Bank of Japan likely to get less dovish board with new govt nominees
By Tetsushi Kajimoto and Leika Kihara
TOKYO (Reuters) -Japan's government on Tuesday announced nominees to replace two central bank policymakers who retire in July, appointments that will likely tilt the Bank of Japan (BOJ) board away from aggressive monetary easing policy.
The government chose Hajime Takata, an economist at brokerage Okasan Securities, to replace Goushi Kataoka, a vocal advocate of massive economic stimulus packages.
"He (Takata) is a centrist in terms of monetary policy," said Hiroshi Ugai, a former BOJ official who is currently chief Japan economist at JPMorgan Securities.
"The choice suggests that under premier Fumio Kishida's administration, the BOJ could shift away from reflationist-leaning monetary policy."
A bond market expert, Takata wrote in a recent research note that the BOJ could come under pressure to consider how to exit ultra-loose monetary policy if the European Central Bank follows in the footsteps of the U.S. Federal Reserve in withdrawing monetary stimulus.
The government also nominated Naoki Tamura, a senior adviser at Sumitomo Mitsui Banking Corp, as a new BOJ board member. Little is known on Tamura's view on monetary policy, though analysts say he is unlikely to rock the boat in the near term.
Both nominees will join the BOJ when incumbents Kataoka and commercial banker Hitoshi Suzuki see their term end in July.
Kishida's choice of the new BOJ board members has been closely watched by markets as offering clues on who he could choose as successor to Governor Haruhiko Kuroda, when his term ends early next year.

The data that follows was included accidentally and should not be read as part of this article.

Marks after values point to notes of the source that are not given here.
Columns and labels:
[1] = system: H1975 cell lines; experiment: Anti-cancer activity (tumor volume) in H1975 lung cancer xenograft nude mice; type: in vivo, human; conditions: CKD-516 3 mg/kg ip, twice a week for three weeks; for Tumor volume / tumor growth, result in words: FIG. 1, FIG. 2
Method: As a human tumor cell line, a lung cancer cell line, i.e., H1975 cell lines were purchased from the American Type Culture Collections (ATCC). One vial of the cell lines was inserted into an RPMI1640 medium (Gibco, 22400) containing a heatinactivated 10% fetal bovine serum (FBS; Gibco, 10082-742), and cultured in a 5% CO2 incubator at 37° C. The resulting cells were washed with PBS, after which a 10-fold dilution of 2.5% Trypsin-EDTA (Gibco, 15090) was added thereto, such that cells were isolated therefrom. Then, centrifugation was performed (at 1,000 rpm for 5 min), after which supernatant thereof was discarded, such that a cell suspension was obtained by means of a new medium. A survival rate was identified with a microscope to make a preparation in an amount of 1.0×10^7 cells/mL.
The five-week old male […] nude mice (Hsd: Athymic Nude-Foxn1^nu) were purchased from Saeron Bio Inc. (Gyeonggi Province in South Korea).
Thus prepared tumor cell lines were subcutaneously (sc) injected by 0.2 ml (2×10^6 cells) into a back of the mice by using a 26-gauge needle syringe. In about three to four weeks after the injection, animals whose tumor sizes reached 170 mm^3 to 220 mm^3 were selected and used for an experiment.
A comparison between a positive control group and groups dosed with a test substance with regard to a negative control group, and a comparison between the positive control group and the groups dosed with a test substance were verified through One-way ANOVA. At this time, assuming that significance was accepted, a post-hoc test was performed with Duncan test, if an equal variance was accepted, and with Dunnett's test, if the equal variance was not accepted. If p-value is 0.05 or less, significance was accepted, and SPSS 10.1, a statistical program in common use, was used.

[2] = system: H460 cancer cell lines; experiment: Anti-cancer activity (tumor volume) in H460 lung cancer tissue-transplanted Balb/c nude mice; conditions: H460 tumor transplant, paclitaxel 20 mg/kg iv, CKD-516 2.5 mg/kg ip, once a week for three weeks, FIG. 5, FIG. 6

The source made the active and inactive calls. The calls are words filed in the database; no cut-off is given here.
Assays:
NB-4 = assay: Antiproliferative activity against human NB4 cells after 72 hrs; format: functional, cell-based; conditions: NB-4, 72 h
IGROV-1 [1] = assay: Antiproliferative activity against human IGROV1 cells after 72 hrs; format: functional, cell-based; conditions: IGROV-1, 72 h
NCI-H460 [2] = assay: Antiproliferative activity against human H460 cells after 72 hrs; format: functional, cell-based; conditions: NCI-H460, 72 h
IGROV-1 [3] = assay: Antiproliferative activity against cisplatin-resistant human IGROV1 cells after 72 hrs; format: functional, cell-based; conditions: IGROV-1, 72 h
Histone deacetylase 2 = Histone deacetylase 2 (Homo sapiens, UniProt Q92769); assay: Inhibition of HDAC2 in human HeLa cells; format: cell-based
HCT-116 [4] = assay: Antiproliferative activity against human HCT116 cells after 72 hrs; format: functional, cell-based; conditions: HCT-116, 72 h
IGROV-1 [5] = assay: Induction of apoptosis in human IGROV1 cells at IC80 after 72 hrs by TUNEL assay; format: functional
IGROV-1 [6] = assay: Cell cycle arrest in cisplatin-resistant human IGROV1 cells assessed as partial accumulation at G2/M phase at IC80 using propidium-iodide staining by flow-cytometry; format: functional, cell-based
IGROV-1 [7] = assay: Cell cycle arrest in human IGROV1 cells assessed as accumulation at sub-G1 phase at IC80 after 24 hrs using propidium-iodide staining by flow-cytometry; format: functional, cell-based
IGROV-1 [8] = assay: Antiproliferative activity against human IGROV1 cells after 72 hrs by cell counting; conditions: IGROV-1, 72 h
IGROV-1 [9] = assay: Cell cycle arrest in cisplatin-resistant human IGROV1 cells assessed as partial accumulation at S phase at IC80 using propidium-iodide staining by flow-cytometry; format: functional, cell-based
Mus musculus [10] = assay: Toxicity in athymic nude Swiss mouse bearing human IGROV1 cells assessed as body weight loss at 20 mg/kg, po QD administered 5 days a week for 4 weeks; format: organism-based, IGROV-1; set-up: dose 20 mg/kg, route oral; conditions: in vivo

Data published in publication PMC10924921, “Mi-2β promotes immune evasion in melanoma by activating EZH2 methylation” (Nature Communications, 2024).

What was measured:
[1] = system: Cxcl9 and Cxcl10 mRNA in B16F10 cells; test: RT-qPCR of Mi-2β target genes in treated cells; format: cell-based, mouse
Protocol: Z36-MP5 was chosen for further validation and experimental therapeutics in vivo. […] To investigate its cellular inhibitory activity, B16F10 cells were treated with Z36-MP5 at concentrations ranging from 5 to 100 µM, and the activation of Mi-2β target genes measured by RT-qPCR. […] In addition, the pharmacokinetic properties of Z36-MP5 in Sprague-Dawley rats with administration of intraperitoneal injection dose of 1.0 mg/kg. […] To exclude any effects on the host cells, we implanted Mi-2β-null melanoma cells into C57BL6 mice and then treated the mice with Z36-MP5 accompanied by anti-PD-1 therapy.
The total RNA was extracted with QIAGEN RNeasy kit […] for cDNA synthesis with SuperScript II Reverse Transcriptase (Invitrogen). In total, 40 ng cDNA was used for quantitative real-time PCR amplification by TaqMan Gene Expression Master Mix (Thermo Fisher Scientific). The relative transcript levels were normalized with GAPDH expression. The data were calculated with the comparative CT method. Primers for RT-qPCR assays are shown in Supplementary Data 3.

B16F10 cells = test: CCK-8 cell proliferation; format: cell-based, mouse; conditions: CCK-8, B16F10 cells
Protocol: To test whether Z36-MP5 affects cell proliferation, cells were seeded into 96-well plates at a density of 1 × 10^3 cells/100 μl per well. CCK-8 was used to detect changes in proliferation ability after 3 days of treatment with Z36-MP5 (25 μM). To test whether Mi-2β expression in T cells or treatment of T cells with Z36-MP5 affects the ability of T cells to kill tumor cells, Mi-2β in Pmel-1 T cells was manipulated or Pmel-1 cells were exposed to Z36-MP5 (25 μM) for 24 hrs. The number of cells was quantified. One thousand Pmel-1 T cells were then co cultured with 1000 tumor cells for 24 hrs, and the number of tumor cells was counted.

While the BOJ will likely be the last in line to raise interest rates due to low inflation, the shrinking presence of doves in the nine-member board could affect the pace at which it rolls back Kuroda's legacy stimulus programme, analysts say.
Having warned of the cost of prolonged easing, Kishida is seen keeping a distance from predecessor Shinzo Abe's policies that relied heavily on radical easing to stimulate growth.
"Today's move is the first clear example of how Kishida's personnel decisions are quite different from those of Abe's," said Mari Iwashita, chief market economist at Daiwa Securities.
In one of his reports, Takata said the BOJ risks losing control of long-term interest rates if external shocks trigger a sharp spike in bond yields.
The nominations will likely be approved by parliament given the ruling coalition's solid majority in both houses.
(Reporting by Tetsushi Kajimoto, Kaori Kaneko, Yoshifumi Takemoto, Daniel Leussink, Kantaro Komiya, Takahiko Wada and Leika Kihara; Editing by Kim Coghill, Sam Holmes and Kenneth Maxwell)
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